Mexico’s pharmaceutical industry has been performing well in recent years. Both multinational subsidiaries and domestic manufacturers are targeting booming maladies like obesity and diabetes, and taking advantage of the relatively low cost of clinical testing and R&D. But as private sector manufacturers make headlines investing in flashy new laboratories, The Mexican government has been quietly pursuing a regulatory initiative that may soon make an important impact on pharmaceutical manufacturing in the country.
In 2014, Mexico’s Federal Commission for the Protection Against Sanitary Risks, or Cofepris, applied for entry into the Pharmaceutical Inspection Co-operation Scheme, or PIC/S. The PIC/S scheme is an international agreement on good manufacturing and plant inspection practices for medicinal products currently composed of the regulatory bodies of 48 countries around the world. As part of its effort to be admitted to the agreement, earlier this year Mexico updated regulatory standards (NOMs) in areas such as pharmaceutical quality management, sterile product manufacturing practices, control over subcontracting and others. The benefits of becoming an approved PIC/S member, Mexican officials say, will include eliminating the need for foreign regulatory bodies to inspect Mexican drug plants individually for export approval, helping to reduce costs and open the door to increased Mexican exports. Lowering the cost of inspections overall is also expected to help bring down domestic drug prices for consumers. Officials also anticipate that facilitating exports and lowering inspection costs will drive an increase in foreign direct investment in drug manufacturing in Mexico.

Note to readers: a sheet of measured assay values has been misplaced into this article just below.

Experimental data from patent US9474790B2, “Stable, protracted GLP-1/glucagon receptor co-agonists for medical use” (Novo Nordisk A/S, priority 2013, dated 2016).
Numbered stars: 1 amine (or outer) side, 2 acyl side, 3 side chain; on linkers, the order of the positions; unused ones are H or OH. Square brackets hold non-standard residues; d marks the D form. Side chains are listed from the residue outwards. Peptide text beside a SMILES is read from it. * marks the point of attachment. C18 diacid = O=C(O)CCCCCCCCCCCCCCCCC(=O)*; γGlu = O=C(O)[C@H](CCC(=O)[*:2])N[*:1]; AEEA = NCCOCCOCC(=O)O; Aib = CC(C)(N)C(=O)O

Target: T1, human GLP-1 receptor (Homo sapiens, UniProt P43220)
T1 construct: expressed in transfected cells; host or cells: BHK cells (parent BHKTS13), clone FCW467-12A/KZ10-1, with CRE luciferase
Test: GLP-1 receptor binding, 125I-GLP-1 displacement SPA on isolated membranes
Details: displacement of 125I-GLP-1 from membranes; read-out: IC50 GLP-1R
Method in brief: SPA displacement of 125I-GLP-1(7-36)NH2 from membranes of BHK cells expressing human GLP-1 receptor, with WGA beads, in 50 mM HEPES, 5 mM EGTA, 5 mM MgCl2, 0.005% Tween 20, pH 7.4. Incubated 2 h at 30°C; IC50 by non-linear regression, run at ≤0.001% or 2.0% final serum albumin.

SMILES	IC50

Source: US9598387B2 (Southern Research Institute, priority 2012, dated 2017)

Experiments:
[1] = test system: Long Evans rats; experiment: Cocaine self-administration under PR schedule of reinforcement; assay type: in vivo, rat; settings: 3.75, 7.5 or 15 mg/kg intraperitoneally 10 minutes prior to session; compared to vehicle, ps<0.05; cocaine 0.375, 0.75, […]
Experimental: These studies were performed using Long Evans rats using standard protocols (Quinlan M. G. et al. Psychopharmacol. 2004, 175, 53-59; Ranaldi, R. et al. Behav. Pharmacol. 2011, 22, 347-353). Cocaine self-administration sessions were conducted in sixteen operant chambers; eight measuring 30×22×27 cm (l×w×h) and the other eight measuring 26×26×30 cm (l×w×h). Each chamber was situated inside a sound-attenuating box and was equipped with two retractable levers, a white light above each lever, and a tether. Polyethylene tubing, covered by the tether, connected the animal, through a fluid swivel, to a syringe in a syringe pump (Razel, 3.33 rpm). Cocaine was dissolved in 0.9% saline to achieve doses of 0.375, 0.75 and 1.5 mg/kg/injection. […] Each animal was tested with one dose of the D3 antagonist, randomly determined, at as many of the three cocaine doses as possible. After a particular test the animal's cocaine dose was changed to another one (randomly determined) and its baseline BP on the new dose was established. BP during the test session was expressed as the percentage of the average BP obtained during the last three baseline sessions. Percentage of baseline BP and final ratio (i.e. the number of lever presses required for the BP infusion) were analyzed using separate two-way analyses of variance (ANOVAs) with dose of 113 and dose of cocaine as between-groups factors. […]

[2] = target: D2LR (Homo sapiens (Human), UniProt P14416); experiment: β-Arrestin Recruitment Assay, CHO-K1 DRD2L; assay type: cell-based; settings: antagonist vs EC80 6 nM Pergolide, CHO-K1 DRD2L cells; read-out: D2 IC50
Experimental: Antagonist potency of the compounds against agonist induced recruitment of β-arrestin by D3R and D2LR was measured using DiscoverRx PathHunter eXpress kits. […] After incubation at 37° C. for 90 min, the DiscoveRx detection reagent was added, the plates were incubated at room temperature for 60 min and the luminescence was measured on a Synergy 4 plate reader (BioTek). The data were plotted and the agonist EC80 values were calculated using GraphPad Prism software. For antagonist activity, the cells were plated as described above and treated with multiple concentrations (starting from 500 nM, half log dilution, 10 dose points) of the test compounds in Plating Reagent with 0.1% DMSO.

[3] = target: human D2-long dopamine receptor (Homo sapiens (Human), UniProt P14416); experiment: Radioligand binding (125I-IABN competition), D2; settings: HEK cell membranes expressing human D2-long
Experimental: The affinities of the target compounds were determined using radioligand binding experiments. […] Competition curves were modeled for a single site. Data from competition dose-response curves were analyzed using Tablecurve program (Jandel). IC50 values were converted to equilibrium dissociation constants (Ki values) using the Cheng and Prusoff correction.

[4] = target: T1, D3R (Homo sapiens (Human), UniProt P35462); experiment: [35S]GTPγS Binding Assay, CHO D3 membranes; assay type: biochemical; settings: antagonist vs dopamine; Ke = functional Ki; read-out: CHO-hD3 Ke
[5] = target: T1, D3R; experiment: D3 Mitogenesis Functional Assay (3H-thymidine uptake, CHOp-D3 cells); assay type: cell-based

Local media at times give the impression that Mexico already has achieved entry into PIC/S, perhaps due to imprecise statements by government officials. Nonetheless, Cofepris has not yet been formally admitted to the agreement. Following a PIC/S inspection visit to Mexico in January 2016, Mexican regulatory officials reported that approval was likely to be imminent, however a PIC/S official bulletin in July 2016 indicated that evaluators had reported outstanding issues to Cofepris that would still need to be addressed to move forward. A PIC/S spokesperson confirmed to Mexico Business Blog via email in August 2016 that Mexico’s status has not yet been changed from “Applicant” to “Member.” The Mexican government is hoping that PIC/S approval over the next year will combine with entry into effect of the proposed Trans-Pacific Partnership in the near to medium term to generate significant growth opportunities for the domestic pharmaceutical manufacturing industry. For both economic and health reasons, we hope this turns out to be true.